Find industry contacts & talent representation
Manage your photos, credits, & more
Showcase yourself on IMDb & Amazon
Sign in with Facebook
Other Sign in options
Own the rights?
The following FAQ entries may contain spoilers. Only the biggest ones (if any) will be covered with spoiler tags. Spoiler tags are used sparingly in order to make the page more readable.
For detailed information about the amounts and types of (a) sex and nudity, (b) violence and gore, (c) profanity, (d) alcohol, drugs and smoking, and (e) frightening and intense scenes in this movie, consult the IMDb Parents Guide for this movie. The Parents Guide for Exorcist II: The Heretic can be found here.
Father Philip Lamont (Richard Burton) is ordered by the Vatican to investigate the circumstances following the death of Father Lankester Merrin (Max von Sydow), the priest who died while performing an exorcism on 12-year-old Regan MacNeil (Linda Blair) four years earlier. Meanwhile, Regan claims to remember nothing about her demonic possession but is still repressing bad dreams, so she is being monitored by Dr Gene Tuskin (Louise Fletcher) with the help of a "synchronizer", a biofeedback device used by two people to synchronize their brainwaves.
Exorcist II: The Heretic is a movie sequel to The Exorcist (1973), which was based on William Peter Blatty's 1971 novel of the same name. Although the characters were taken from Blatty's novel, the storyline was taken from a screenplay co-written by director John Boorman and American screenwriter William Goodhart, who based their screenplay on an original story by Rospo Pallenberg. After Exorcist II: The Heretic, there were three more Exorcist movies: The Exorcist III (1990), Exorcist: The Beginning (2004), and Dominion: Prequel to the Exorcist (2005).
By the Roman Catholic definition, a heretic is any Catholic who rejects essential points of orthodox dogma. For example, if a Catholic rejects the church's doctrines about Mary's perpetual virginity and her "mothership" of God, the person is a heretic. Ditto if s/he denies Jesus Christ's divinity, the pope's infallibility, the Real Presence in the Eucharist, etc. In the film, Father Merrin, who died in The Exorcist, was suspected of heresy because of his beliefs that Evil was attempting to overcome Good, and it was feared that he had become a satanist before he died. That's why Father Philip Lamont (Richard Burton) was called in to investigate the case of Regan MacNeil (Linda Blair).
Since there is no such thing as a synchronizer, it's difficult to explain how it works. Apparently, it is some kind of biofeedback device that taps into a person's brainwaves and allows them to share memories and information with another person while their brains are electronically and telepathically "synchronized."
Chris MacNeil (Regan's actress mother) was filming on location while Regan is being looked after by MacNeil's assistant, Sharon Spencer (Kitty Winn). Dr. Tuskin also says that she (Tuskin) is responsible for Regan's care in her mother's absence.
Father Karras does not appear in The Heretic. This is getting ahead a bit, but he will be reprised in The Exorcist III.
Regan and Father Lamont head for the Georgetown house by train, while Dr. Tuskin and Sharon head there by plane, all the while locusts and Pazuzu attempt to stop them. Regan and Lamont get there first and are horrified to find an evil Regan sitting on Regan's old bed. The evil Regan tries to tempt Lamont into "joining" with her. When he does, she orders him to kill the good Regan. Meanwhile, the cab carrying Sharon and Dr. Tuskin crashes in front of the house. Tuskin is pinned in the cab, but Sharon refuses to help her. Tuskin manages to pull herself out of the wreck and begs Sharon to let her into house, but Sharon refuses. Instead Sharon stamps on a glowing headlight that has fallen into a pool of gasoline, and everything goes up in flames. Inside the house, the good Regan has reached Lamont, who pounces on the bed and starts beating the bad Regan. As the locusts swarm everywhere and the fire begins to consume the house, Lamont rips the heart out of the evil Regan. The good Regan begins to twirl, and the locusts disappear. The house collapses, and Lamont absolves Sharon just before she dies. Tuskin apologizes to Regan for disbelieving her, admits that she now understands but the world won't. She tells Lamont to take care of Regan, and Regan and Lamont walk off together as the streets begin to fill with people, police, and sirens.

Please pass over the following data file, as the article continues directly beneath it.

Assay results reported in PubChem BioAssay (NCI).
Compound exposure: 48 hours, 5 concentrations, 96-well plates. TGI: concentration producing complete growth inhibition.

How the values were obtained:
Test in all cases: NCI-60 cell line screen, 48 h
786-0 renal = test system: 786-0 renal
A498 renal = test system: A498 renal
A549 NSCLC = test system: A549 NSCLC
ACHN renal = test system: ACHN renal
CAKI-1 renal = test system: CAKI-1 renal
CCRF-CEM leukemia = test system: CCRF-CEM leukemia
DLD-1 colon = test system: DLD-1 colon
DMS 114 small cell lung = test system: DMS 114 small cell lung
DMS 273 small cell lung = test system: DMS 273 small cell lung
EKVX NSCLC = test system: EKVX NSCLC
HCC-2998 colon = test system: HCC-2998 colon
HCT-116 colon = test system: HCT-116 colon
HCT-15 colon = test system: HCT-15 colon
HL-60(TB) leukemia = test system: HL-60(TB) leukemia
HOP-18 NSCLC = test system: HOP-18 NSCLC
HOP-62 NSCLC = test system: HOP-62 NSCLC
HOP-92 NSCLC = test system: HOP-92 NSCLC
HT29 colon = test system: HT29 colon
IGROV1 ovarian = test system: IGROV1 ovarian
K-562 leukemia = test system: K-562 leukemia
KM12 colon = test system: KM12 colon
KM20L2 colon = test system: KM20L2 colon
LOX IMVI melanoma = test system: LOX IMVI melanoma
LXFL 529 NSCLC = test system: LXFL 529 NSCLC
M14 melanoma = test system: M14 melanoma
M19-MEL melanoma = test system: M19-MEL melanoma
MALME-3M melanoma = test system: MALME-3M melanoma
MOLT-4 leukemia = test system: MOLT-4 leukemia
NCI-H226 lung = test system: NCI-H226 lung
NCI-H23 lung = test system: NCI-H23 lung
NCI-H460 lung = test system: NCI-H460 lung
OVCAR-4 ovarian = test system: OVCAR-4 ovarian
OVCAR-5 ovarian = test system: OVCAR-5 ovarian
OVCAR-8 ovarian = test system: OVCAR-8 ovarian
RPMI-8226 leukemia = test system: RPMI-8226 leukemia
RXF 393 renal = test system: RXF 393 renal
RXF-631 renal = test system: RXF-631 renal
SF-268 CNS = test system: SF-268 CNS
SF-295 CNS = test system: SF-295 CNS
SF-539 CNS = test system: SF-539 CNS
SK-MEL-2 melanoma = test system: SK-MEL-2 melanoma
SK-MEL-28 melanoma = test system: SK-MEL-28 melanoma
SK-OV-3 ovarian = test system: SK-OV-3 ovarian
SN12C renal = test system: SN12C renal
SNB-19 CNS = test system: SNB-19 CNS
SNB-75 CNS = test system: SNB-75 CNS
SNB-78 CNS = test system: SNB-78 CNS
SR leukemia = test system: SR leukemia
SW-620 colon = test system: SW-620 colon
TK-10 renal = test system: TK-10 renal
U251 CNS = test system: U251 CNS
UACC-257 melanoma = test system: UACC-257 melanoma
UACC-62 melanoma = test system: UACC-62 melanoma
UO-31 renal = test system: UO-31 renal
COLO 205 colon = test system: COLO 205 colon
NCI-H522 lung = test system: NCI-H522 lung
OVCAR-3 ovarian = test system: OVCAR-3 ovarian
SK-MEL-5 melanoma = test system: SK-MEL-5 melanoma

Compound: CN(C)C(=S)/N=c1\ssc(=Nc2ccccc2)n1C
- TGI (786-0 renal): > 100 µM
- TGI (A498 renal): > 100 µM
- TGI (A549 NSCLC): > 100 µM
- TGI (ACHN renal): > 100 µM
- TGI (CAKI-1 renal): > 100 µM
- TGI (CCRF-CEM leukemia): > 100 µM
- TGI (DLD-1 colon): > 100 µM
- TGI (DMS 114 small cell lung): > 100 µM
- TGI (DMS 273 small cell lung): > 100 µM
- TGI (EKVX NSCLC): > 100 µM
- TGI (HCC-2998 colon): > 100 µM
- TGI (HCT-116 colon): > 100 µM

The house and the adjacent steps that were used in The Exorcist are still intact at 3600 Prospect Street in Georgetown in Washington, DC. The house and steps were rebuilt for The Heretic on a lot at Warner Burbank Studios. It was the replica that was destroyed at the end of the movie.
There are at least three different versions of Exorcist 2. The original version has a length of 117 minutes (112 minutes in PAL) and was re-cut to a version with a length of 110 minutes (105 minutes in PAL) at the day of its premiere by director John Boorman himself. The main differences of these versions: (1) An added flashback of the events in the prequel, (2) stock footage of Regan as demon has been flashed (Linda Blair refused to get dressed up as demon one more time so that any new scenes of possessed Regan had to be shot with a double), and (3) there's an alternate end where Richard Burton's character gets killed. The VHS contains the third version and a length of 102 minutes and 50 seconds (98 minutes and 18 seconds in PAL). This version doesn't show what happens to Philip Lamont because he doesn't show up anymore after he ripped off the demon's heart. A detailed comparison between the alternate VHS version and the original theatrical version with pictures can be found here.
Find showtimes, watch trailers, browse photos, track your Watchlist and rate your favorite movies and TV shows on your phone or tablet!